Review - Nutmeg #1

"It was this--'knowing what you know now, would you do it again?'"

Middle and high school are tough from a social ladder standpoint. It's toughest at the bottom of the ladder, when those at the top find it exciting to make life even more difficult for those at the bottom. Dealing with the top calls for a special a manner of revenge; one that's served as baked goods in Nutmeg #1 from Action Lab Entertainment. The issue is written by James F. Wright and illustrated by Jackie Crofts.

Poppy is low on the social ladder at an all-girls middle school. That makes her a perfect target for harassment by Saffron, the snobby rich girl running the show. Poppy befriends Cassia--the new kid in school--and uses her knowledge and relationship with Saffron to stop from picking on Cassia. When the brownie fundraiser comes around, Cassia works with Poppy to make a run at Saffron and her popularity ways.

Nutmeg #1 has all the makings of a high school social scene which pits one social class against the other. It's been billed as Breaking Bad meets Mean Girls and the work is definitely an intersection between the two. Wright capitalizes on the familiar popularity contest in school story and mixes in a little bit of revenge in the form of altering brownies. Cassia and Poppy make a pretty interesting duo united against a common foe in Saffron, yet it's Cassia who seems to be more of the sneaky one of the two.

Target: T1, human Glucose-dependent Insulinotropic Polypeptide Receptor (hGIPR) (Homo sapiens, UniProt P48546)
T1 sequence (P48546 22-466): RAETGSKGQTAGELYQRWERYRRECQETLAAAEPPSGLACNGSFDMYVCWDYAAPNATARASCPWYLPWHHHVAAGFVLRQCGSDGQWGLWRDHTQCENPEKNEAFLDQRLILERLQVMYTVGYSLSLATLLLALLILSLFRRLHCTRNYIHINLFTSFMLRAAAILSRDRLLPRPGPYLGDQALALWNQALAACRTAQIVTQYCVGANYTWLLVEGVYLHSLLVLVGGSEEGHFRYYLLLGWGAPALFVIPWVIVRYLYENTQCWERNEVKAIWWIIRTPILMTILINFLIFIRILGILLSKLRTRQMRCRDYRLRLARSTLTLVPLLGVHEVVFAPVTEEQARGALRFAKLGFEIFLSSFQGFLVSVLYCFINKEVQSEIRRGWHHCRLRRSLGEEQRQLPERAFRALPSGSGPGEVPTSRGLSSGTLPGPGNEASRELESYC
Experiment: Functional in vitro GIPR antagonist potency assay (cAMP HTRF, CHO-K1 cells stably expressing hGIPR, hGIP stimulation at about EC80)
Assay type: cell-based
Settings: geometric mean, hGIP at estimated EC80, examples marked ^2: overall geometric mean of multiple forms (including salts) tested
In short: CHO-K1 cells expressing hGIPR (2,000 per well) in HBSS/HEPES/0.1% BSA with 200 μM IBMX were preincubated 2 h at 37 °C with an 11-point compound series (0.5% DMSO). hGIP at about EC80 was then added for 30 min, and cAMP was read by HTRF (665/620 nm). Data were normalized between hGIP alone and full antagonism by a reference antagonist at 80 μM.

Nutmeg #1 has a look that's very eye-catching. Crofts style is very art deco in some ways, as she relies on sharp angles to define the characters. She frames the characters so they get full attention as well, providing little in the way of background detail. The colors are very muted for the most part as well, save for a few of the students' hair colors that really pop. The panels are outlined with a unique border that gives the book more of a scrapbook feel than anything else, which is fittingly appropriate considering the content matter.

Nutmeg #1 is pretty airy on its surface, but it quickly veers down a slightly darker path towards the end. The premise is pretty straightforward, yet it manages to find new avenues to explore by the end of the book. Wright peppers the book with springy dialogue that keeps the story aloft and moving, paced in a fashion that's in line with expectations. Crofts' artistic style is a real gem, as it infuses a vividness to the issue that helps it to maintain a fresh, youthful appeal. Nutmeg #1 is slightly unconventional at some points, but it's a trait that the creators capitalize on to make the book different than others like it.

Nutmeg #1, priced at $3.99 for 32 pages, can be preordered with Diamond code JAN15 0927.